Three  weeks ago the Oasis was allowed to open their doors to refugees again for the first time since Covid-19 hit Austria. Due to continuing restrictions they have had to do things much differently. To ensure they could abide by the social distancing and hygiene rules they’ve postponed all their usual daily programmes. Instead, they are opening in shifts, welcoming any refugees that come by, but restricting to a maximum of six people in the room at any one time. This has proved successful as several refugees have come for prayer, to get Bibles and Christian literature and discuss the Christian faith. Others have called in for practical things like clothing, baby items and other household items, or just for a cup of tea and a chat. The team has also placed a book table outside the Oasis where anyone passing can pick up free Christian literature in their own language.

The camp had relaxed their quarantine rules and allowed refugees to leave, but last week another 13 CV-19 cases were identified so the camp is back on lockdown.

  • Please pray for refugees and workers in the camp, particularly those who know the Lord.
  • Pray that God gives the Oasis team wisdom as to how best to minister to refugees in these constantly changing circumstances.
  • Pray for the continued health of all the Oasis team and volunteers. Praise God none of them have succumbed to the illness.

With thanks from the Oasis Team.

Rhiannon (AIM work updates)

The third of 3 face to face meetings in Spain was cancelled (due to be at the end of April),  looking ahead with these meetings; the leader is on home assignment for 1 year (supposed to be gong to the States this month,  not sure if that’s happening). Because he will not be in Africa, the Leading from the inside out training won’t run this coming academic year.  He has said that if he is still in the position of leader then he would definitely want me to be involved, likely to be sept 2021. As far as the big conference in Kenya in November,  Eddie is going to contact the organiser to find out at this stage what the plans are.  If it does go ahead one thing that could be a difficulty is that arrangements might need to be made close to the date,  not sure if we will be able to get a team together at a late date. Plus,  finances might be a bigger issue if people have not been earning during lockdown.  At the moment,  no news on that one.  Eddie may have had a reply by the time you meet so might shed more light on that one xx

Compassion

The government, in collaboration with the Ministry of Health, is working extremely hard to ensure that all citizens are safe. Health prevention guidelines have been disseminated and re-emphasised … Social distancing and health hygiene are also being emphasised. Even with all this, it is a personal responsibility. We are on our knees praying for wisdom and safety for each other. God is our refuge.” Lenny Mugisha, Compassion Uganda National Director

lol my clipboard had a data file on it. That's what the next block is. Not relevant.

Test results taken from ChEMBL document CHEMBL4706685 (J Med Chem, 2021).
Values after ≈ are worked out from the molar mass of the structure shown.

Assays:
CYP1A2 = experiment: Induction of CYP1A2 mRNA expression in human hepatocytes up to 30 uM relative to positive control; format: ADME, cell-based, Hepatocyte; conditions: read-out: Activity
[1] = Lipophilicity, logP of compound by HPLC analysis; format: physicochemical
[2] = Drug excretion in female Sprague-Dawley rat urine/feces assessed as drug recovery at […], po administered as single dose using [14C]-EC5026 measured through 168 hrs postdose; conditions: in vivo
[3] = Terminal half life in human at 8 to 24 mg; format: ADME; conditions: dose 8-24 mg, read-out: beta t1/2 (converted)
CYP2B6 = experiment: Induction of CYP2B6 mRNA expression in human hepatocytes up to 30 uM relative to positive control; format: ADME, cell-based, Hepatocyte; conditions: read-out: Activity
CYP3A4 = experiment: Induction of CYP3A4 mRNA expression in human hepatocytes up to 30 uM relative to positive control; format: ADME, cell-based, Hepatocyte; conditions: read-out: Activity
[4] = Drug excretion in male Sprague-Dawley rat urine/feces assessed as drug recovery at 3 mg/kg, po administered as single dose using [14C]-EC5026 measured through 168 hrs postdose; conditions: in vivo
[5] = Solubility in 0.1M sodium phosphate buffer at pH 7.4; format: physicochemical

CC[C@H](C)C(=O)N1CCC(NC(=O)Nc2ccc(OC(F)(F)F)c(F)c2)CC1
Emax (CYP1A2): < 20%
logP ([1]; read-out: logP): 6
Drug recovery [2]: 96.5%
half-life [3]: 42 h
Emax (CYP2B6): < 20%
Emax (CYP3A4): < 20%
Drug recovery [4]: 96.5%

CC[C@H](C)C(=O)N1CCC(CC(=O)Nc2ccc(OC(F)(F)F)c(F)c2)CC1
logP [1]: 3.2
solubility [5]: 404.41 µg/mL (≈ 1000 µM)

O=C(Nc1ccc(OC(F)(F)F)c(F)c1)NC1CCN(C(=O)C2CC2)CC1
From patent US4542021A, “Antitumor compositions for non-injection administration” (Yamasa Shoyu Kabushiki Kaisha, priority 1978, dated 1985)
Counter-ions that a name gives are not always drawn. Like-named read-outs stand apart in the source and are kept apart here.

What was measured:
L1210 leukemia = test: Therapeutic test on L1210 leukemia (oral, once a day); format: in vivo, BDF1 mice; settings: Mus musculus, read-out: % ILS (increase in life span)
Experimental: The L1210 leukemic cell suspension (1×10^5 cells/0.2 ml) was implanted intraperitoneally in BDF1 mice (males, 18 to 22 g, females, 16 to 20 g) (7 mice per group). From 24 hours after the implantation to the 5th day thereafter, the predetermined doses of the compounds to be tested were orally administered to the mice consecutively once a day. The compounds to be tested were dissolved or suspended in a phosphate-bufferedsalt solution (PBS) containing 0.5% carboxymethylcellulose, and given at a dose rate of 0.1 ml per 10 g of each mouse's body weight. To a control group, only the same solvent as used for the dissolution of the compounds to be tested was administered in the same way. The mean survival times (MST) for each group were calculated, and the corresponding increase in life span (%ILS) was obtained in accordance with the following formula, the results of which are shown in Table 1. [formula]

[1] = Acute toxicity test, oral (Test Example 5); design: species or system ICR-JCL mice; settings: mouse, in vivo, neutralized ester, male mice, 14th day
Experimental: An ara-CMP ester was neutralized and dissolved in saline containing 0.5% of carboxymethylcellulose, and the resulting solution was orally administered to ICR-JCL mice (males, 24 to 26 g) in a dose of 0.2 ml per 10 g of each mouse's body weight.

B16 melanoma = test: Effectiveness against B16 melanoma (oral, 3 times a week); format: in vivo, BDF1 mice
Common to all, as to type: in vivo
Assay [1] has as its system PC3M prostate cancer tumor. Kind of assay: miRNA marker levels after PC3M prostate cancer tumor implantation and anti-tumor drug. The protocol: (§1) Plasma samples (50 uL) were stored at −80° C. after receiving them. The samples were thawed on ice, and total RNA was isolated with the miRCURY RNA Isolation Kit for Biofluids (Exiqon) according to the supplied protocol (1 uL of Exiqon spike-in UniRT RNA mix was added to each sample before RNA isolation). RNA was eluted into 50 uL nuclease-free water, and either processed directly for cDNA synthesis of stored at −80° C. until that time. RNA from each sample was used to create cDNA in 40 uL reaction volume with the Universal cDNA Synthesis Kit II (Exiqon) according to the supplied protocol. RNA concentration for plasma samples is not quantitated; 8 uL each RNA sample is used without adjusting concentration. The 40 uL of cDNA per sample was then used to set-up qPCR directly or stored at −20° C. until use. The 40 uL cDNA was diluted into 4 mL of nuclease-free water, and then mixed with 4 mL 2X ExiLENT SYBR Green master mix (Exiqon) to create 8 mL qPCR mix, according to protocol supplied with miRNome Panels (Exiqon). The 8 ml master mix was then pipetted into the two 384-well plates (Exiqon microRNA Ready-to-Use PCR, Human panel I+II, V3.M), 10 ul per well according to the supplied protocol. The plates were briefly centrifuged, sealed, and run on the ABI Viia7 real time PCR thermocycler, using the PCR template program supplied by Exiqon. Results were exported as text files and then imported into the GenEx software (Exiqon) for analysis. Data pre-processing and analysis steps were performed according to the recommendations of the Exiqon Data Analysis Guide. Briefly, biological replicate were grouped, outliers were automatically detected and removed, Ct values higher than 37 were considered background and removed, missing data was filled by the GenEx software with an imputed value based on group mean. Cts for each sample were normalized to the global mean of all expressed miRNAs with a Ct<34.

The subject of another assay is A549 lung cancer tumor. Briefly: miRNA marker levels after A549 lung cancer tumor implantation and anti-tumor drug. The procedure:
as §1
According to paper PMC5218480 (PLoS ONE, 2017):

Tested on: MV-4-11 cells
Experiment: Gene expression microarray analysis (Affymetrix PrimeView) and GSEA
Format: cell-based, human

• “We will keep monitoring the situation in the slums and respond to needs as they arise. We appreciate your prayers for strength and courage and for God to protect the children and their families.” Ken, Compassion Kenya Social Worker
  • “My prayer for the health practitioners [in our country] is that they don’t contract the COVID-19 as their health is important to that they can serve patients better. I pray that this pandemic ends quickly.” Jeanette Nikuze, Compassion Rwanda graduate and pharmacist (above)
  • Our partners in Ethiopia are praying that God will heal people who are ill with COVID-19. Please also pray that our Father God will provide wisdom to the people in government as they try to mitigate the spread of the virus and its social and economic impact on the country. 
  • “Please pray for our leaders, anyone sitting on the decision making table to have wisdom to provide contextual solutions. Also pray that the Church will be the Church. The Church should not operate from fear.” Richmond Wandera, Compassion graduate, Ugandan Pastor and Compassion UK Trustee

Tearfund

See this useful link for those in prayer partners praying for coronavirus.

Our local church partners are already on the frontline, providing crucial hygiene and sanitation assistance. Nations in lockdown, widespread uncertainty, hospitals struggling to cope – we’ve seen with our own eyes how devastating Coronavirus can be. But for people living in extreme poverty, the impact will be far worse. Please pray .

TearFund

Bible Society- Malawi

So far there has been a limited number of confirmed cases. Please pray that this will continue as the health system will not be able to handle any outbreak such as the Coronavirus.  Pray that Christians will help others to look to God for hope and that we as Christians will look to God for help. 

Open Doors

Lord Jesus Christ

You, who hugged the leper and healed the lame,
Be with all those who are reaching out to you at this time.
We think especially of all who already pay a high price for following you:
     those who are poor, and running out of food,
     those who are hated by their community and are always the last to receive help – if they receive it at all,
     those to whom the fear of Covid-19 is just the latest in a long list of fears which they must carry every day
Encourage and protect the pastors who lead their flocks,
     and the Open Doors partners who bring help.
Bring courage to those who are afraid,
Strength to those who are weak,
Comfort to those who mourn,
and hope to us all.

AMEN